Since opening in 1988, CBE’s controlled environment chamber has been used for research that has produced hundreds of journal papers, including keystone work related to human response, indoor environments and mechanical systems in buildings and automobile cabins. A major renovation was completed this fall, updating obsolete systems and failing equipment that was hindering important research operations. This milestone was commemorated last month, with a ribbon cutting ceremony held during a happy hour before CBE’s fall Industry Advisory Board meeting. Research Specialist Charlie Huizenga, who managed the project for CBE, gave a presentation on the chamber’s history and the upgrades. Attendees also learned a less familiar history, describing how the launch of this facility led to a noteworthy romance (more on that later). The upgrade design and construction administration were done by David Heinzerling of CBE Industry Partner Taylor Engineers.
With its recent upgrade, the Berkeley facility is one of the most advanced test chambers of its type. The two external walls use a double wall design that allows conditioned air to be circulated behind the inside surface, so the temperature of the interior glass and walls can be controlled independently of the room temperature. Both the ceiling and underfloor spaces can be used as supply or return plenums. The upgrade added radiant ceiling panels, donated along with additional financial support by CBE Industry Partner Sanken, to create a new range of study capabilities. The upgrade also included a humidifier, control software from Automated Logic Corporation, and controllable LED lighting dimmable to one percent, with adjustable color temperature, fixture-integrated occupancy sensors and networked controls.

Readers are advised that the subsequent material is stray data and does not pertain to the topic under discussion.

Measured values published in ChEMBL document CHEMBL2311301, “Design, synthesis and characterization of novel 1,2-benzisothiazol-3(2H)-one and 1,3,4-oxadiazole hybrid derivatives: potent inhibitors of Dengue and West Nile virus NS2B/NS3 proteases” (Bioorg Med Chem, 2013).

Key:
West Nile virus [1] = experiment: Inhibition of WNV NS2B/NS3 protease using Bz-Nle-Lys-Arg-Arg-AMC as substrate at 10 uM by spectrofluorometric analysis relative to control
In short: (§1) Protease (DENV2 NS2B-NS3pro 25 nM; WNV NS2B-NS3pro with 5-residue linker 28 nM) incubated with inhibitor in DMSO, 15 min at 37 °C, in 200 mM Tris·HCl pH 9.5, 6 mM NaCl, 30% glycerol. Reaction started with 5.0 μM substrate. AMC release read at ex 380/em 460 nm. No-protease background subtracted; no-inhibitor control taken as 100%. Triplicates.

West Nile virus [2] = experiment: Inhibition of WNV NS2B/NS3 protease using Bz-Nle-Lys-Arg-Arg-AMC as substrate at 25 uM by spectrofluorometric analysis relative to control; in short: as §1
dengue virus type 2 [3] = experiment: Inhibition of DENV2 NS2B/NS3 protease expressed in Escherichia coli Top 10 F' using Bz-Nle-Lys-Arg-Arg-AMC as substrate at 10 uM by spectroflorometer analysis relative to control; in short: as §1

While the chamber was initially being constructed, the research team led by Fred Bauman learned about the evolving underfloor air distribution (UFAD) technology, and connected with Geno Brager, who was a supplier for Tate Access Floor and eventually donated the raised floor that was installed in the chamber. At the time, Prof. Gail (Schiller) Brager had recently begun her academic career at UC Berkeley’s Building Science Group, and met Geno for the first time literally inside the chamber. To make a long story short, they had an instant connection, and have now been happily married for over 30 years.
Romances aside, many of the early activities surrounding the chamber led to far-reaching research results. Tate Access Floor later became one of CBE’s founding industrial partners, and this collaboration led to studies in the chamber, plus field studies and simulations, that produced UFAD design tools and papers, and two editions of the UFAD Design Guide. A chamber-based dissertation study with human subjects by Hui Zhang led to seminal work on thermal comfort and the development of the Advanced Berkeley Comfort Model. The chamber has been used for studies on personal comfort devices, fans of all types, automotive cabin conditioning, window views and more.
With the renovation complete, CBE is excited to be embarking on a long list of planned experiments. A new study is underway on the effects of age and sex on thermal comfort, with support and participation of CBE Industry Partner Arup. We have also begun studies to improve our understanding of the design and operation of a convection-enhanced radiant panel used in combination with a dedicated outdoor air supply (DOAS) for heating and cooling, developed by Industry Partner Sanken. These are just a few examples of research that will take advantage of this upgraded facility, and we look forward using it while pursuing new directions in collaboration with CBE consortium members and with research affiliates here at UC Berkeley and further afield.
Photo at top: Research team members Ying Li, Akihisa Nomoto and Xue Zhai configure measurement equipment in the chamber.